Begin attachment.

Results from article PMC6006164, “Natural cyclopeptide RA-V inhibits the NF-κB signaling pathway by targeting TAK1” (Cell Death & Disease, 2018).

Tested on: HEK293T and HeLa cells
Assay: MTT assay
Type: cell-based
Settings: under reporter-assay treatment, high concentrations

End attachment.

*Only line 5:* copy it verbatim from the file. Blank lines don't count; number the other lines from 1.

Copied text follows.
Settings: under reporter-assay treatment, high concentrations